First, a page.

Those policy issues would be fresh on the mind of the FCC nominee, who has served as adviser to the White House and the FCC on technology policy and industry trends.
But to the dismay of some critics, Wheeler comes with deep ties to the nation’s biggest telecom lobbying groups. He has served as head of the wireless industry’s CTIA trade group and the National Cable and Telecommunications Association, among the most powerful and deep-pocketed lobbying groups in Washington.
“I am skeptical that the former chief lobbyist of the wireless and cable industries will be capable of holding his former clients accountable for their ongoing shortcomings,” said Sascha Meinrath, head of the Open Technology Institute at the New America Foundation think tank.
Wheeler sits on the board of EarthLink, and his investment firm, Core Capital Partners, has invested in wireless equipment and data center technology firms.
That range of industry experience, some experts say, shows a diversity of experience that may benefit an agency in need of greater technological and business expertise.
“He can’t be pigeon-holed,” said Gigi Sohn, president of consumer advocacy group Public Knowledge. “He’s had a wide variety of experiences and has worked with competitive companies as well as incumbents. I truly believe he will be independent and thoughtful.”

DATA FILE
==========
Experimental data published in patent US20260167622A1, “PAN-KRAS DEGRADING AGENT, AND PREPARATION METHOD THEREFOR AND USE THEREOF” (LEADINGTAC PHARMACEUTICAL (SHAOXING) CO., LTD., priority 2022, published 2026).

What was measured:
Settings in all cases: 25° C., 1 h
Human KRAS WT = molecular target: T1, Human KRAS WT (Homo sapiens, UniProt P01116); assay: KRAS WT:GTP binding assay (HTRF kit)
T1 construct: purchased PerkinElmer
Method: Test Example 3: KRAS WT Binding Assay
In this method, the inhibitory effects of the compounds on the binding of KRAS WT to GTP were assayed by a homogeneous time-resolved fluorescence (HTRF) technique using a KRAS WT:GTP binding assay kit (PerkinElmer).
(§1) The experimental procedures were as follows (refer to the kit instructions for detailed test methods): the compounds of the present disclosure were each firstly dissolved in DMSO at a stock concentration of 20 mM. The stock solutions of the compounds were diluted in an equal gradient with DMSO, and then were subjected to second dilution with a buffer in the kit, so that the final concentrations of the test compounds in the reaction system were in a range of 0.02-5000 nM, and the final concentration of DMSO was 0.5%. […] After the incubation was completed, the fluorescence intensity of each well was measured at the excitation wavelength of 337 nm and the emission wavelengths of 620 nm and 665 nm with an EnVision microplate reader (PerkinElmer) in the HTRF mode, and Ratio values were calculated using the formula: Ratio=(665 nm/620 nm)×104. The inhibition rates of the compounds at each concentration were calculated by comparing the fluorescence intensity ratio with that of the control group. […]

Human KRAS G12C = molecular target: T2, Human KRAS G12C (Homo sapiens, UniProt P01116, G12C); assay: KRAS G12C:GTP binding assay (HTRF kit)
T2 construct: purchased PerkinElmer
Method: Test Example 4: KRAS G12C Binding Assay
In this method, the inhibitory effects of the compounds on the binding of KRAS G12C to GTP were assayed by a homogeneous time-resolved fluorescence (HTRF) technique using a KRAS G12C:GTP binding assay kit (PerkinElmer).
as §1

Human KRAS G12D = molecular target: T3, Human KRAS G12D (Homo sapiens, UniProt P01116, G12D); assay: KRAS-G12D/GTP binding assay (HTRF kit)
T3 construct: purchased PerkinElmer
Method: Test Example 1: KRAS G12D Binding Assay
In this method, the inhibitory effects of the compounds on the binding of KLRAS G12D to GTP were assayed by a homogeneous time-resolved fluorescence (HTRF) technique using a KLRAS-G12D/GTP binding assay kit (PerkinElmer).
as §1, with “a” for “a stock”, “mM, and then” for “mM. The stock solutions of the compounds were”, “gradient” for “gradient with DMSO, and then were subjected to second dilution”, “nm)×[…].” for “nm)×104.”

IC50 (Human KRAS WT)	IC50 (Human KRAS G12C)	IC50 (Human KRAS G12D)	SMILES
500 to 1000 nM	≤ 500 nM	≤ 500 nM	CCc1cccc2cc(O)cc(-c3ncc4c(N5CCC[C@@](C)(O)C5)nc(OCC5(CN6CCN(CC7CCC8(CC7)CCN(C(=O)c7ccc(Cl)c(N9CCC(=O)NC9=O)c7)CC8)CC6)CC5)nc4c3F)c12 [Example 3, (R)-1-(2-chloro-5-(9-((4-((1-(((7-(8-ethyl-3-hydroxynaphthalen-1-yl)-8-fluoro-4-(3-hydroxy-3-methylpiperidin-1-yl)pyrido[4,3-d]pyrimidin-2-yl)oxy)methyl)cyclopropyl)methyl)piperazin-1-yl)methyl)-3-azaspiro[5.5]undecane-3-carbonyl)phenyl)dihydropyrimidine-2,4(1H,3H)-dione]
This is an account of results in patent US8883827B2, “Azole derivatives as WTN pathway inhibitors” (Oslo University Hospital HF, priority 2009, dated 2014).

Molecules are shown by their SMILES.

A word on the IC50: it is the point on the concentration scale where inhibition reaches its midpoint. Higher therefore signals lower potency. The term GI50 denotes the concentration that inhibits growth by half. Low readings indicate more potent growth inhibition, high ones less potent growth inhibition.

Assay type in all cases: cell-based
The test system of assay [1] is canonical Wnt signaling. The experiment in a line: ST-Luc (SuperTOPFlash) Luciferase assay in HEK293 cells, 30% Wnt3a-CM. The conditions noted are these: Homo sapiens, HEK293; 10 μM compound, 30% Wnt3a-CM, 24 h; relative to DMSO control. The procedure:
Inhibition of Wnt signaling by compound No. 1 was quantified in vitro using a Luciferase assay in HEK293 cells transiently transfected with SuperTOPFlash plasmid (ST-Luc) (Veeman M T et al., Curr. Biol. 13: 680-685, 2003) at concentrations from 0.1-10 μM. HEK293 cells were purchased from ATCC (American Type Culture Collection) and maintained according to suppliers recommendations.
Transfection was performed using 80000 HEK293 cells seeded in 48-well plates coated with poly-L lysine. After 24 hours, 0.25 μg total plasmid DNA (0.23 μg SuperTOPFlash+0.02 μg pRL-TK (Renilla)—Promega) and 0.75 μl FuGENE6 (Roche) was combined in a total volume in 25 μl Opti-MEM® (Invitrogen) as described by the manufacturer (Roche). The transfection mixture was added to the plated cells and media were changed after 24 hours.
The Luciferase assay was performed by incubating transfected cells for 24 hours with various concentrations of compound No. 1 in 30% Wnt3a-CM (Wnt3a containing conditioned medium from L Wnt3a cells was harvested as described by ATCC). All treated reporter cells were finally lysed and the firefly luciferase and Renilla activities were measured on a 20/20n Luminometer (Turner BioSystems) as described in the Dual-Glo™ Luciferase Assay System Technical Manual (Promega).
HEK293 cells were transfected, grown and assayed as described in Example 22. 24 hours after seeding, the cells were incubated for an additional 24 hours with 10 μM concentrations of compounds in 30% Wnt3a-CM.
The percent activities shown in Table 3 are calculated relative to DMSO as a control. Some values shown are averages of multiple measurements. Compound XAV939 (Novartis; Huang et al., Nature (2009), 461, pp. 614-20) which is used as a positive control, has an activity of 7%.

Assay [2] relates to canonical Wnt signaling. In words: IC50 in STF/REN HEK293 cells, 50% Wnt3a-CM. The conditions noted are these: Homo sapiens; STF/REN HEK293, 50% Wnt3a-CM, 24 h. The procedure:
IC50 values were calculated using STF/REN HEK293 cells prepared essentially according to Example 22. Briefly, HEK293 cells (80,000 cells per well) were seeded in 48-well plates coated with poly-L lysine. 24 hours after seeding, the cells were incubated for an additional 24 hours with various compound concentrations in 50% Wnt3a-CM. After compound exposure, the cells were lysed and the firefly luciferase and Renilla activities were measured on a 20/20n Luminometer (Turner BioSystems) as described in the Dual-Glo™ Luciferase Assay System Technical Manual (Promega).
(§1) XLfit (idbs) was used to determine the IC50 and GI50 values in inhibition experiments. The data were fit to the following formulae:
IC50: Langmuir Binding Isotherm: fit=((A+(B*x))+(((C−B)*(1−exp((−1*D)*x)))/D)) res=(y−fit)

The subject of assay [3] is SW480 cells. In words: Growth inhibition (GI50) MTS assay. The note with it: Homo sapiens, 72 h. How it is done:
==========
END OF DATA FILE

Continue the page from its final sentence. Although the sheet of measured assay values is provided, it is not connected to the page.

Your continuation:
The White House may also name sitting Democratic commissioner Mignon Clyburn to serve as interim chairman during Wheeler’s Senate confirmation process, the three people said, speaking on the condition of anonymity because the decisions have not been made public.
Outgoing chairman Julius Genachowski is expected to officially leave after the agency’s next public meeting on May 9.
Genachowski, who made the expansion of broadband an FCC priority, leaves Wheeler with much unfinished business.
Wheeler will inherit a contentious and drawn-out battle to auction television airwaves to wireless carriers to expand their networks. It’s unclear whether TV stations are willing to sell this spectrum to make the auction, expected to take place next year, a success.
As chairman, Wheeler may also have to weigh in on the fast-changing television landscape, where traditional business models of cable and broadcast networks are being shaken up by online video providers.
Several mergers will also come before the FCC chairman for consideration, including a bidding war between Japan’s SoftBank and Dish Network over the nation’s third-largest wireless provider, Sprint.
And later this year, the federal appeals court will rule on arguments made by Verizon Wireless and MetroPCS that the FCC doesn’t have the ability to regulate broadband Internet providers.
The agency has been under attack by phone giants who have argued that the FCC should not strap new rules to the fast-growing broadband market. But consumer groups have demanded more oversight of Internet service providers to prevent rising cable and wireless bills and a troubling lack of competition.